In various embodiments, a status indicator may be displayed in any suitable location in the GUI, including partially or fully superimposed over the icon of a context-aware folder, partially or fully superimposed on a text field of a context-aware folder, in proximity of the icon of a context-aware folder, in proximity of a text field of a context-aware folder, in a window, text box or other insert displayed within the GUI, in a pop-up window, pane or other element that is displayed within the GUI, in a window bar or border, or in any other area visible to a user where the status indicator can be visually correlated with the respective context-aware folder.

Various embodiments provide reporting capabilities that enable a system to generate reports summarizing the compliance status of one or more context-aware folders, and/or of one or more files stored in one or more context-aware folders. For example, a user of the system may desire to understand to what extent the files and/or folders on a data processing system are compliant with the applicable characteristic templates. Various embodiments may consequently be configured to summarize the compliance status at the folder level, at the file level, or at the system level. At the file level, for example, the system may report which specific files are not compliant, and possibly to also specify what the noncompliance is (e.g., “file sample_file1.doc is in DOC format but should be in PDF format,” or “file sample_file2.pdf should have been updated in the past three weeks but was last updated on Dec. 12, 2011,” or “file sample_file3.jpg is missing”). At the folder level, for example, the system may report to what extent specific context-aware folders are not compliant, and possibly to also specify what the noncompliance is (e.g., “folder sample_folder1 is missing three files and has two noncompliant files”). At the system level, for example, the system may report to what extent various context-aware folders are not compliant, and possibly to also specify what the noncompliance is (e.g., “five folders are not compliant,” or “three folders are missing files”).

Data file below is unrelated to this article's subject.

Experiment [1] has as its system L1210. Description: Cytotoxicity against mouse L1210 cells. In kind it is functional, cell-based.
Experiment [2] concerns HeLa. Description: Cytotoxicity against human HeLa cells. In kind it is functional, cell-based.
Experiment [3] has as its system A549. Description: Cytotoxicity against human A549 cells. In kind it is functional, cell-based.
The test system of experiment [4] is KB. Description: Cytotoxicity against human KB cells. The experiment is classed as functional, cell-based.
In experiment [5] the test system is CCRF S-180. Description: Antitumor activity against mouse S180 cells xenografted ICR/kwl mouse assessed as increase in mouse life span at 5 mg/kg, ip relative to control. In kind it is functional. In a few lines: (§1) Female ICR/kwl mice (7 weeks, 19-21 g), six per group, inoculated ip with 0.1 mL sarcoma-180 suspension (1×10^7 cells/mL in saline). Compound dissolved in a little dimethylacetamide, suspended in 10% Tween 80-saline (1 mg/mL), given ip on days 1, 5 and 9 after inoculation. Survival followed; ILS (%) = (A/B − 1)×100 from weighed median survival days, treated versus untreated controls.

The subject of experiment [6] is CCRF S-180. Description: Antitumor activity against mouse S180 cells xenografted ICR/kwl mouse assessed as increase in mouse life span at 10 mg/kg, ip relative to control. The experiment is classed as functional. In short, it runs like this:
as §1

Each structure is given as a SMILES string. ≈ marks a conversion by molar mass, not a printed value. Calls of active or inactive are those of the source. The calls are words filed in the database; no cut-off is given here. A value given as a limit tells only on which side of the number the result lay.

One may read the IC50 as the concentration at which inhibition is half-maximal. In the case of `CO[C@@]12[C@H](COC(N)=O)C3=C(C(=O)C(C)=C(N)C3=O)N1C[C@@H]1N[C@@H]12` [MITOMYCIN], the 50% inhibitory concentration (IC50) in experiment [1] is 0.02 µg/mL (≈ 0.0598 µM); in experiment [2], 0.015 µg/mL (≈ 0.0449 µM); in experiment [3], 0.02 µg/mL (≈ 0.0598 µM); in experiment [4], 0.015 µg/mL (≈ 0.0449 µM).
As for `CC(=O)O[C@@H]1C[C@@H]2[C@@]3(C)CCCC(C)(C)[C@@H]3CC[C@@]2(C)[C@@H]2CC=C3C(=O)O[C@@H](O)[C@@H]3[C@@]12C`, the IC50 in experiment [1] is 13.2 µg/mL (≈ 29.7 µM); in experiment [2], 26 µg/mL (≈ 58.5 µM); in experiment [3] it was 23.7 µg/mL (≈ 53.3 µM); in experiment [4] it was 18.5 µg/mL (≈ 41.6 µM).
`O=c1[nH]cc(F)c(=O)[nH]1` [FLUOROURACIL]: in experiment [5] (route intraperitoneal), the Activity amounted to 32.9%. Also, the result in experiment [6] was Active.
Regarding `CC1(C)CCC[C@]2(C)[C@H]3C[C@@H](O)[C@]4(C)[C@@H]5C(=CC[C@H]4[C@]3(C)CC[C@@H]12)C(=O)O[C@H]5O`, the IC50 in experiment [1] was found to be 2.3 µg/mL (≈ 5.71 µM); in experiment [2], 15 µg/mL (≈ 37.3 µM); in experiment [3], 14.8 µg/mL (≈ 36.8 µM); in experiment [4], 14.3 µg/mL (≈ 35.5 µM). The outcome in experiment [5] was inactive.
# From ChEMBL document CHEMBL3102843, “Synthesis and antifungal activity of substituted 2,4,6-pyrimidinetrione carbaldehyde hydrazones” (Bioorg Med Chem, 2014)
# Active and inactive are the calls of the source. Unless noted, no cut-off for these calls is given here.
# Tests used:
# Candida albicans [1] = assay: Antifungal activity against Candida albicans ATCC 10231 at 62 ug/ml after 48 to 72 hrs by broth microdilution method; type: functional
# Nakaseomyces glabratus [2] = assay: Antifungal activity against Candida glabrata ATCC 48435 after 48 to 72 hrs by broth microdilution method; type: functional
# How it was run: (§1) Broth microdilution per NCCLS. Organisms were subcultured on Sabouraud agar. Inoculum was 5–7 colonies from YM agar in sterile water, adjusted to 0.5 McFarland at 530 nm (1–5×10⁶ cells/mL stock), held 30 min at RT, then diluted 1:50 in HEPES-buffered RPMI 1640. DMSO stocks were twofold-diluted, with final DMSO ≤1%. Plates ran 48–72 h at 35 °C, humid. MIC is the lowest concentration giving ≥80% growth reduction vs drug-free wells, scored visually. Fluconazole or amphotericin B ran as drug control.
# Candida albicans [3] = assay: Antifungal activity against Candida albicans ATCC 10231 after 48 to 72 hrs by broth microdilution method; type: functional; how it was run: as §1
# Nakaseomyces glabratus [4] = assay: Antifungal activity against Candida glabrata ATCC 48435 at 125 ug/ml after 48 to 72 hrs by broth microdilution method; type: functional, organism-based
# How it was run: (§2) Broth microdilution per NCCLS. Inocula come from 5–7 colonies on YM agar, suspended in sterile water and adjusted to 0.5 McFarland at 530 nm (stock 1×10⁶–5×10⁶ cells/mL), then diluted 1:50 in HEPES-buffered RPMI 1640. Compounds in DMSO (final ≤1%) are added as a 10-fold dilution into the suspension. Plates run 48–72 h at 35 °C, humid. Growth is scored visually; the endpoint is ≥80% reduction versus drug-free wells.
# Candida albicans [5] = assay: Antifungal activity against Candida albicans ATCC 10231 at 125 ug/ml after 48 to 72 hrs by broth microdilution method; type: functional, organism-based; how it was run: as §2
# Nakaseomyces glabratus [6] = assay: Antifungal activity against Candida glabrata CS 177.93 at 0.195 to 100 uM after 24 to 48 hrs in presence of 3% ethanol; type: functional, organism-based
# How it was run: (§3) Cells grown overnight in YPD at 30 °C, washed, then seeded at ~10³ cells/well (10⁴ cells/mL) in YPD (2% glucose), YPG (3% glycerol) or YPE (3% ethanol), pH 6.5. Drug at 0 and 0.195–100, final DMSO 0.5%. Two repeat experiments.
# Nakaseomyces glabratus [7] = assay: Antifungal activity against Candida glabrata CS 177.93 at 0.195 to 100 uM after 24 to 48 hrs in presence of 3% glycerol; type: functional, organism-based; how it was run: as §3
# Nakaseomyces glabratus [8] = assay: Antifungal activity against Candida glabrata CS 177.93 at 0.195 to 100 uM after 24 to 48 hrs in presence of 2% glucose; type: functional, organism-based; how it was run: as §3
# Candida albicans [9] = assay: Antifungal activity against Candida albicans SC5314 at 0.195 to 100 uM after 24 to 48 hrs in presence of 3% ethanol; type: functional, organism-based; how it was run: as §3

In the embodiment of FIG. 15, status indicator 1540 comprises a graphical image superimposed partially over the default folder icon of the flagged folder 1510 and indicates a noncompliance with the corresponding folder template. In a color GUI, the status indicator 1540 may be displayed in red, or in another color that indicates the need for a remedial action.

In the embodiment of FIG. 15, three context-aware folders are identified as flagged folders 1510, 1514 and 1520 using graphical status indicators similar to status indicator 1540, which is disposed partially over the default icon of the respective folders. Flagged folder 1520 is further identified as a flagged folder using an additional graphical status indicator 1544 displayed in the form of an exclamation sign and positioned in the proximity of the icon of the flagged folder 1520. In some embodiments, only one status indicator is used for each context-aware folder to indicate noncompliance with a corresponding template. In some embodiments, more than one status indicator may be used for each context-aware folder, possibly to indicate different types of errors or noncompliance, or different types of remedial actions suggested or required.